A deep dive into Klima’s carbon calculator
Here's how we measure your carbon footprint to help you achieve the biggest climate impact.
Climate change can be an overwhelming topic to deal with, and can lead to real feelings of hope- and helplessness. So what’s the best tool to turn these feelings into agency? Knowledge. Being aware of your carbon impact and learning what you can do about it is the cornerstone for climate action. And that's why we at Klima are so big on climate literacy — and why you’ll find our carbon calculator at the very start of your Klima experience.
But how does Klima’s carbon calculator work in the first place? And what is it really for?
The first step: understanding your country’s emissions
Let’s start from the very beginning of your Klima experience. The first question we ask you once you’ve downloaded the Klima app is your country of residence. That’s because your emissions can widely vary depending on where you live. Think of your country’s electricity grid, energy sources used for transportation, or agricultural policies that affect the food on your table.
As you may know, country averages may differ from calculator to calculator, and that’s mainly for three reasons. The first is data sources: which database the calculator uses to determine countries’ emissions. At Klima, we use data from the Climate Analysis Indicators Tool (CAIT), as it's the most comprehensive emissions database out there and allows for cross-country comparability.
Secondly, carbon footprints will be higher if all greenhouse gas emissions— and not only CO2 — are included in the calculation. At Klima, we include all greenhouse gasses in our calculations as this gives our users the most accurate and comprehensive estimation of their personal emissions. This is also why we always talk about CO2e, aka carbon dioxide equivalent.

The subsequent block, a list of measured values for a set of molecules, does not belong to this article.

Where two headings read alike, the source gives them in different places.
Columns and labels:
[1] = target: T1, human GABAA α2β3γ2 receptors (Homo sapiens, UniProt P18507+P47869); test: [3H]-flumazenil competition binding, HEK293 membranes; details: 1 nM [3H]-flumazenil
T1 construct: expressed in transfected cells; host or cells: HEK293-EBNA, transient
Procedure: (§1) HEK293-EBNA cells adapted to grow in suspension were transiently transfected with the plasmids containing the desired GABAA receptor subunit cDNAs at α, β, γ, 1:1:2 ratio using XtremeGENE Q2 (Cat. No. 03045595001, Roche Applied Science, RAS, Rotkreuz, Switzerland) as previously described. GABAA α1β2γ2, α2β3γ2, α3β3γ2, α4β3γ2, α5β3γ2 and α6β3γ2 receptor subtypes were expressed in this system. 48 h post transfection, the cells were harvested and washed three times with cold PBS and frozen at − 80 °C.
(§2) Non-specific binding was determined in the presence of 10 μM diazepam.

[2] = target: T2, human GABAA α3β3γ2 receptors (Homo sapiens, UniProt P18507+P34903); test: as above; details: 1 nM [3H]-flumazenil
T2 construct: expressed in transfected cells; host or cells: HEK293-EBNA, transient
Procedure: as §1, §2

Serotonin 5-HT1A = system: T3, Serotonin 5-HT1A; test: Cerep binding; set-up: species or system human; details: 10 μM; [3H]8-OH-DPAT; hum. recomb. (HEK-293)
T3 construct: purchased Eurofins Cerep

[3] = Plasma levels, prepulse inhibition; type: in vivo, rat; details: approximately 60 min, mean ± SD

Last but not least, country data can change depending on whether emissions are calculated on a consumption or production basis. Production-based carbon accounting doesn’t include emissions created through import and export of goods and services.
Consumption-based emissions, on the other hand, reflect the consumption and lifestyle choices we make everyday, like the food we eat, how we move around, or where we shop. At Klima, we rely on consumption-based calculations, so that we can better attribute impact at the consumer level.
Once you select your country of residence, you’ll be asked about key lifestyle choices across five categories: mobility, transport, diet, consumption, and housing. This is where you can really see where the bulk of your emissions occur, and learn about the most effective measures to reduce them.
First get the gist, then dig deeper
Our mission is to remove entry barriers to climate action by making our calculator simple, accessible, and fun to use for the widest audience possible. And so far, it’s worked! 95% of people that downloaded Klima completed the whole questionnaire — which helped them identify their biggest emission drivers and learn about actionable and meaningful measures to reduce their emissions.
But the journey doesn’t end there. Once the bulk of your emissions has been calculated, you can fine-tune your carbon footprint with our advanced carbon calculator, where you’ll see 38 additional questions that will add real detail on specific topics you care about — from how many hours of video games you play, to how much dairy you eat in a week.
If, for example, you say your diet is vegetarian, it could mean that you eat dairy three times a day or hardly at all. Without further input, we’ll assume the dairy consumption of an average veggie diet. By digging deeper into your carbon footprint, you can specify this and other aspects, creating a higher-resolution result.